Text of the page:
Parker has released over 20 albums under his leadership, most reaching #1 on the CMJ charts. In 1995, he debuted The Little Huey Creative Music Orchestra with the release of Flowers Grow In My Room on the Centering label. Recent years saw the release of several monumental box sets, including 2013’s Wood Flute Songs and 2015’s For Those Who Are, Still, highlighting the work of Parker’s many groups and large ensembles. His recordings appear on the Aum Fidelity label and his own Centering Music, among others.

These releases and their success showcase William Parker as an outstanding composer and bandleader. From the beginning of his musical career, William Parker has been prolific; composing music for almost every group with whom he has performed. His compositions span the range of operas, oratorios, ballets, film scores, and soliloquies for solo instruments. He has also successfully explored diverse concepts in instrumentation for large and small ensembles.

A passionate educator, William Parker has taught at Bennington College, NYU, The New England Conservatory of Music, Cal Arts, New School University and Rotterdam Conservatory of Music. He has also taught music workshops throughout the world including Paris, Berlin, Tokyo, and the Lower East Side. Parker is a theorist and author of several books including Who Owns Music?, Conversations I & II, Voices in the First Person, Scrapbook: Notes and Blueprints, Sound Journal, and The Mayor of Punkville. Additionally, he has released three volumes of poetry and a theatre piece titled Music and the Shadow People.

“We have precious few monographic works on creative musicians, fewer still on living ones, and none quite like Cisco Bradley's fascinating biography of bassist, bandleader, organizer, and composer William Parker. An essential entry in the critical culture reading list.” —John Corbett, author of Vinyl Freak: Love Letters to a Dying Medium

William Parker: one of the “50 Greatest New York Musicians of All Time” —Time Out New York

About Joe McPhee

Joe McPhee was born in Miami, Florida, on November 3, 1939. He began playing trumpet when he was eight, before learning other instruments. He played in various high school and then military bands before starting his recording career. His first recording came in 1967, when he appeared on the Clifford Thornton album entitled Freedom and Unity. McPhee taught himself saxophone at the age of 32 after experiencing the music of John Coltrane, Albert Ayler, and Ornette Coleman. During the late 1960s and early 1970s, McPhee lectured on jazz music at Vassar College.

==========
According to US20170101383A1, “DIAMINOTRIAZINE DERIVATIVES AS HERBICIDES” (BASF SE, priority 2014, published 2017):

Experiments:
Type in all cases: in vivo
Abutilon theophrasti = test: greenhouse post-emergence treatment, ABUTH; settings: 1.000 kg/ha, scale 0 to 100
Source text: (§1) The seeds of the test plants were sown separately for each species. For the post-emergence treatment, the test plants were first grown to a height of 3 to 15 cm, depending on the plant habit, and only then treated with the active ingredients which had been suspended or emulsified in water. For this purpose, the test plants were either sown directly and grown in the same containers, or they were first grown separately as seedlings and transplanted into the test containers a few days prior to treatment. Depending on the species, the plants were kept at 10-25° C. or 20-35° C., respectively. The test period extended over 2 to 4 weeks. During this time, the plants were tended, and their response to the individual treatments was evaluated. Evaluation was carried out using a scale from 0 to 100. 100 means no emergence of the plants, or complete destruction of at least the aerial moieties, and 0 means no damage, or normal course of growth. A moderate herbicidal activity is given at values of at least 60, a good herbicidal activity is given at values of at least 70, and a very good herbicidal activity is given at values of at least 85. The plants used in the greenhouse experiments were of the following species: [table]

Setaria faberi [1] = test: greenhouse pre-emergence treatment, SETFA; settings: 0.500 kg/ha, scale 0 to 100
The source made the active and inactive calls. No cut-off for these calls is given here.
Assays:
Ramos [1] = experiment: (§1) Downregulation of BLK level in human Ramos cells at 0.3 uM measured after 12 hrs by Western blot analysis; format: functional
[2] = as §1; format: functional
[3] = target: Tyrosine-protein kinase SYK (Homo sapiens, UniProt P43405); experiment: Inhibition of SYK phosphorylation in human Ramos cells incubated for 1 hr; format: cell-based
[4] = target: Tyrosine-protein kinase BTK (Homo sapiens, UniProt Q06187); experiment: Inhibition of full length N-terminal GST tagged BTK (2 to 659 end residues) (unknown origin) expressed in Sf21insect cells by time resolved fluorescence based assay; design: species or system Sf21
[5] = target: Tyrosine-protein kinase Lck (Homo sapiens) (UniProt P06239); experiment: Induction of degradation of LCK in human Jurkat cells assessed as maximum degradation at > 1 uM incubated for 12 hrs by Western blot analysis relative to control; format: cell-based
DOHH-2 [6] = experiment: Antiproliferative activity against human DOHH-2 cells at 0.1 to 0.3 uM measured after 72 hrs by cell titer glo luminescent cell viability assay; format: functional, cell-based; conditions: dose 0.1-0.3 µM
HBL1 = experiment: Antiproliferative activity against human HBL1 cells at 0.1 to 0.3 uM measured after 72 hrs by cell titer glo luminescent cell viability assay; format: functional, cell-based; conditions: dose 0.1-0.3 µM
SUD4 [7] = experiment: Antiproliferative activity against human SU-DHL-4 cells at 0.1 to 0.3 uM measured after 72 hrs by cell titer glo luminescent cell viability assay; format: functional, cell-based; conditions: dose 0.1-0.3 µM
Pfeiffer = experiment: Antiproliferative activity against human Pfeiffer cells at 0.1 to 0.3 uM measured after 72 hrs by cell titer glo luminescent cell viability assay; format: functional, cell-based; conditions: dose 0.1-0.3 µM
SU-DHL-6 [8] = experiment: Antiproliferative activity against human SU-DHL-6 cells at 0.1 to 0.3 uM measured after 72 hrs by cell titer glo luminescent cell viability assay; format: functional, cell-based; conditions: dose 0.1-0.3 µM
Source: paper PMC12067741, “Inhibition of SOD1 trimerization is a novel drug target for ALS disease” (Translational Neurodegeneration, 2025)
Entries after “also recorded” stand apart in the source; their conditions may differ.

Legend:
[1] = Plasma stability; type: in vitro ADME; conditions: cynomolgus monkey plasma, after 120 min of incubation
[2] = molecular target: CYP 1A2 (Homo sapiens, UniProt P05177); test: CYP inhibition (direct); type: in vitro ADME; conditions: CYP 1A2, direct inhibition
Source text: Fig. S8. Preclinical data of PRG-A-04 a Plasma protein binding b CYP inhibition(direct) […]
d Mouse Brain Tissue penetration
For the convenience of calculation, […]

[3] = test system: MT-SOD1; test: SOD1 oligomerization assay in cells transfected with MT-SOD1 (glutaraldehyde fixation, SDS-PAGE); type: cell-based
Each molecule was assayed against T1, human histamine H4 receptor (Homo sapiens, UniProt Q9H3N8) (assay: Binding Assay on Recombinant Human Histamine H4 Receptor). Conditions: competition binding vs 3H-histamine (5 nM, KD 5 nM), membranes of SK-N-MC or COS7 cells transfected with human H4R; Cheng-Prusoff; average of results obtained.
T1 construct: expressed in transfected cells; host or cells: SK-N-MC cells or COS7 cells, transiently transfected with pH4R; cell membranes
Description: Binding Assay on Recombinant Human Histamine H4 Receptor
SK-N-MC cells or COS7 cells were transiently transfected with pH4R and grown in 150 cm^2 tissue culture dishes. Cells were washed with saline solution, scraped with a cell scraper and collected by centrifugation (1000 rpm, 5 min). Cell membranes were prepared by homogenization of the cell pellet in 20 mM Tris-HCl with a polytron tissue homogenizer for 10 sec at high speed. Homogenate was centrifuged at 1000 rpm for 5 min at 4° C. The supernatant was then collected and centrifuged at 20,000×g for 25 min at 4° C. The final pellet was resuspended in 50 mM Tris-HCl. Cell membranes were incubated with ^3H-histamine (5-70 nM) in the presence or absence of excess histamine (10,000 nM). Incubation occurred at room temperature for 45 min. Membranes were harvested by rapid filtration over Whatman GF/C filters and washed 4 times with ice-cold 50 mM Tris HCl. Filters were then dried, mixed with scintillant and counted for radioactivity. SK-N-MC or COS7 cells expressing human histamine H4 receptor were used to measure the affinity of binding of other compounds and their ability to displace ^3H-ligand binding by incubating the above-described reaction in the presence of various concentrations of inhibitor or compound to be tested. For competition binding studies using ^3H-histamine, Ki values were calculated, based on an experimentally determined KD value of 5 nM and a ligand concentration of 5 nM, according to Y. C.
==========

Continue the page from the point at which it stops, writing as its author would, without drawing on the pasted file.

In 1975, Werner Uehlinger started the Swiss label Hathut Records with the specific intent of showcasing McPhee's music. In the 1980s, McPhee met Pauline Oliveros, began studying her musical theories, and worked with her Deep Listening Band. He has not yet signed with any major label in his native United States, and was possibly better known throughout Europe than his native country until the 1990s. His 1996 album As Serious As Your Life, which takes its title from the jazz book by Val Wilmer, is “arguably the finest of his solo recordings", according to the AllMusic review.

Jazz musicians with whom McPhee has recorded or performed include Ken Vandermark, Peter Brötzmann, Evan Parker}}, Mats Gustafsson, Jeb Bishop, The Thing, Clifton Hyde, Jérôme Bourdellon, Raymond Boni, and Joe Giardullo. Since 1998, McPhee, Dominic Duval, and Dominique Eade and McPhee had a jazz ensemble called Naima.

McPhee has written reviews and commentary for Cadence.

In 2005, McPhee was awarded the Resounding Vision Award by Nameless Sound and, in 2018, was the first recipient (along with pedal steel guitarist Susan Alcorn) of the Instant Award in Improvised Music.

About Cisco Bradley

Cisco Bradley is Associate Professor of History at the Pratt Institute, editor of the Jazz Right Now blog, and author of Forging Islamic Power and Place: The Legacy of Shaykh Da’ud bin ‘Abd Allah al-Fatani in Mecca and Southeast Asia.

About Elysium Furnace Works

Elysium Furnace Works is a cooperative project co-led by Mike Faloon and James Keepnews. EFW seeks to present the work of vanguard artists in settings as dedicated and uncompromising as the art itself, focusing primarily although not exclusively on live music performances in and around Beacon, NY.